4) The Senate won't accept Keystone XL approval in the highway bill. "Senate Democrats will hold firm and reject House Republican demands to include approval of the Keystone oil pipeline in transportation funding legislation, their leader said Tuesday. Senate Majority Leader Harry Reid (D-Nev.) said he would not in any way help Republicans move Keystone approval across the finish line...Reid’s position creates more political uncertainty for popular transportation programs and sets Senate Democrats up for a collision with Speaker John Boehner (R-Ohio) and other Republicans insisting on the project as a price for a new highway bill. Reid’s tough line on the Alberta-to-Texas pipeline was also reflected in the lawmakers he chose Tuesday to negotiate with the House. Senate leaders picked eight Democrats and six Republicans, and among the Democrats’ selections, only Sen. Max Baucus (Mont.) -- who isn’t facing reelection until 2014 -- has voted for requiring approval of the project." Ben Geman in The Hill.

5) The housing market may have finally bottomed out. "New data show a U.S. housing market that is continuing to struggle but is perhaps nearing a bottom, with new home sales falling and prices remaining near their post-crisis low. The latest survey from S&P/Case-Shiller noted basically stagnant prices from January to February. Adjusted for seasonal variations in sales, prices rose slightly in February after several months of decline. Without adjusting for seasonal differences, the survey of prices in 20 metropolitan areas fell to its lowest level since the housing market downturn began. But analysts pointed to bright spots hidden in the data -- and some ventured that the housing market may have finally found its low...After six months of declines through the end of 2011, home prices rose slightly in February, rising on a seasonally adjusted basis by about 0.15 percent above January. On a yearly basis, that still marks a 3.5 percent decline from the previous February." Howard Schneider in The Washington Post.

@morningmoneyben: Phoenix rising: Home prices up five months in a row. Context: still off 54 percent (!!) from the bubble peak.

@StanHumphries: Any housing recovery will be dependent on job growth. Continued progress in this area is essential to keeping housing recovery on track

6) The House will add privacy protections to its cybersecurity bill. "The authors of a House cybersecurity bill said Tuesday they will offer several amendments to address the concerns of privacy groups. After the announcement of changes by authors Reps. Mike Rogers (R-Mich.) and Dutch Ruppersberger (D-Md.), the Center for Democracy and Technology (CDT), one of the leading groups campaigning against the bill, said it still has concerns but will 'not oppose the process moving forward in the House.'...Rogers and Ruppersberger said lawmakers will offer amendments on the floor later this week to address the concerns of the privacy groups. One amendment would tighten limitations on how the government can use the information it collects. The government would only be able to use the information to protect against a cyber attack, investigate cyber crime, protect national security, protect against theft or bodily harm or to protect minors from child pornography." Brendan Sasso in The Hill.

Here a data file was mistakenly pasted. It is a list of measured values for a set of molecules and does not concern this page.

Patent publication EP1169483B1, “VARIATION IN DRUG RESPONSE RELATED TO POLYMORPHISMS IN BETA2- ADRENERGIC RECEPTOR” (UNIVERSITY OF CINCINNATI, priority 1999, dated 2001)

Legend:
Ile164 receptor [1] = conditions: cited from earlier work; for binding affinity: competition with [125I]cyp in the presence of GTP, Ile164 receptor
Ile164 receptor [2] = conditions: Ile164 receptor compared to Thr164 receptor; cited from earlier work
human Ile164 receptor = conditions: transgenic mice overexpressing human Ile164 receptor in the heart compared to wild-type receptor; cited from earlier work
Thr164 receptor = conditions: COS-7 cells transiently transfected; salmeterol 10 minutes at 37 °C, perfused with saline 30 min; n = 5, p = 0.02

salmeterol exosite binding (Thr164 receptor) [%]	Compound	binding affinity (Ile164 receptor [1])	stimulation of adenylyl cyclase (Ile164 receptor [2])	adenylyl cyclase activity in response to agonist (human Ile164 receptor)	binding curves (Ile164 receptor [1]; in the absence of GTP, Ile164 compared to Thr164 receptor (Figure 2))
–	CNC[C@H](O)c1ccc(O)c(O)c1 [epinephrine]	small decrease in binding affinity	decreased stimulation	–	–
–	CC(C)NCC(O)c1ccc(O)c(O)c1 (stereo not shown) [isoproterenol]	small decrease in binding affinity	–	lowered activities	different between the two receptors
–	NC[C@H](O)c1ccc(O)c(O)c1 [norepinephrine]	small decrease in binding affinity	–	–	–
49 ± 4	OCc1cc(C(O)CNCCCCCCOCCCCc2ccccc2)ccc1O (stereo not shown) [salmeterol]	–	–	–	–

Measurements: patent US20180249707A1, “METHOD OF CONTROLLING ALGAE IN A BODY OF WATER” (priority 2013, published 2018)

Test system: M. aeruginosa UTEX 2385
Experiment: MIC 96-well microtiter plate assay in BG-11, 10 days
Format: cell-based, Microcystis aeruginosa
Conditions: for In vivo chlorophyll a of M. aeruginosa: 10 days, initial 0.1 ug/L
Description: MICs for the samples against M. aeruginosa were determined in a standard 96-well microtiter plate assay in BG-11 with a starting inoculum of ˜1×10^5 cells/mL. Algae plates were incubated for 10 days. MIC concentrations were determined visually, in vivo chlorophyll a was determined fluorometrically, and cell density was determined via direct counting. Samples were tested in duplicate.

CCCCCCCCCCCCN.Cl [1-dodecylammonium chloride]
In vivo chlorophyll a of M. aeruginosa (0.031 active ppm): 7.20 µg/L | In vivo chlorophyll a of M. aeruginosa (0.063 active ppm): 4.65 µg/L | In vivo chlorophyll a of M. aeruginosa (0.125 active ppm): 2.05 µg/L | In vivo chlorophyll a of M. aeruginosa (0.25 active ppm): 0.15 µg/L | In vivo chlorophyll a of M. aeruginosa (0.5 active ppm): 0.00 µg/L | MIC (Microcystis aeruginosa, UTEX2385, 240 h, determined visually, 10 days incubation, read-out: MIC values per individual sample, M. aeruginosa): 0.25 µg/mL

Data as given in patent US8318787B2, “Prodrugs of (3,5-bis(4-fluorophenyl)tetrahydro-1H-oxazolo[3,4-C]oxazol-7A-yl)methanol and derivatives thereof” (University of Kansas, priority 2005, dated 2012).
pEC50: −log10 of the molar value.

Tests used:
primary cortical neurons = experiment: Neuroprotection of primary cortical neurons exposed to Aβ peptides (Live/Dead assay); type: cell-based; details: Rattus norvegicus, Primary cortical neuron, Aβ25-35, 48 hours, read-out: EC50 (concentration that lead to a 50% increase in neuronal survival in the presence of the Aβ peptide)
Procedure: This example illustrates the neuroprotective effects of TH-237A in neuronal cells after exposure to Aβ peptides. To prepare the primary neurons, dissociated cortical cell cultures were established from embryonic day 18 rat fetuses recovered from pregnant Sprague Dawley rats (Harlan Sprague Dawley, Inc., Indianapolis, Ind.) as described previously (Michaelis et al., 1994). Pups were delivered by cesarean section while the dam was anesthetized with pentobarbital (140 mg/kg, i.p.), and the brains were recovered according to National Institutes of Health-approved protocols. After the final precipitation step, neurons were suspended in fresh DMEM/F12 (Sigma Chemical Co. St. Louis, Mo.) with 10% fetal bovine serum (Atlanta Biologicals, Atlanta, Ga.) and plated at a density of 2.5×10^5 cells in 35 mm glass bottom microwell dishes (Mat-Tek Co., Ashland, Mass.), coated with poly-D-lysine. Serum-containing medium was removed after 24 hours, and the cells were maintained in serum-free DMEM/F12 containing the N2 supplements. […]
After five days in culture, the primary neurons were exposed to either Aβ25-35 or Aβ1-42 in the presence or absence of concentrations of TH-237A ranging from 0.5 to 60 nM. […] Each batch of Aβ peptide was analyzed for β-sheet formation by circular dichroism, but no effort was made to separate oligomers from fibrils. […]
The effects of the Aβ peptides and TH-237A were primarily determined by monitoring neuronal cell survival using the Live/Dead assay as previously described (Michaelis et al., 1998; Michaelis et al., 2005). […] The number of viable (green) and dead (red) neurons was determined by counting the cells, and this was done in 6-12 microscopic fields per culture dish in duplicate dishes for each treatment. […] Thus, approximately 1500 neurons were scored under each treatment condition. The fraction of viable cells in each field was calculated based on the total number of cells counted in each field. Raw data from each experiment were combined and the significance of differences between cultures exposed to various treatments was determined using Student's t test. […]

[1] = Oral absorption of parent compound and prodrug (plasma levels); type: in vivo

Top op-eds

1) ORSZAG: We can survive taxmageddon. "It might not be possible to reach a framework agreement during the lame duck. Then, all the tax cuts would expire. A dramatic scenario, but this, unfortunately, may be the most likely. In January 2013, the economy would be hit with a major fiscal contraction, market anxiety would rise, and both sides would blame each other for Washington’s dysfunction. But there would be a silver lining: The debate could then move away from the question of which tax cuts to extend. If we get to this point, the administration could step forward with an entirely different concept for decreasing taxes. It could propose, for example, large increases in the payroll- tax holiday and in the standard income-tax deduction. This would reduce taxes for everyone, but do it in a much more progressive fashion than the Bush tax cuts did. The net result of the new tax cuts and the expiration of the Bush ones would be higher taxes for upper-income people, as the administration desires." Peter Orszag in Bloomberg.

2) PORTER: Disability insurance costs are out of control. "Every year, when the trustees of Social Security and Medicare publish their report on the programs’ finances they set off a round of partisan bickering about the solvency of the twin programs covering pensions and health care for retired Americans. Every year, a vitally important issue gets lost in the din: disability insurance payments, which account for almost $1 out of every $5 spent by Social Security, are growing out of control. Disability insurance takes too many workers out of the job market prematurely. It reduces their lifetime income and, to top it off, slows economic growth. Yet in contrast to the heated arguments about Social Security and Medicare, fixing the disability problem inspires hardly any discussion. The trustees reported Monday that the government made $128.9 billion in insurance payments to 10.6 million disabled workers and their family members last year, 25 percent more than it received from payroll taxes." Eduardo Porter in The New York Times.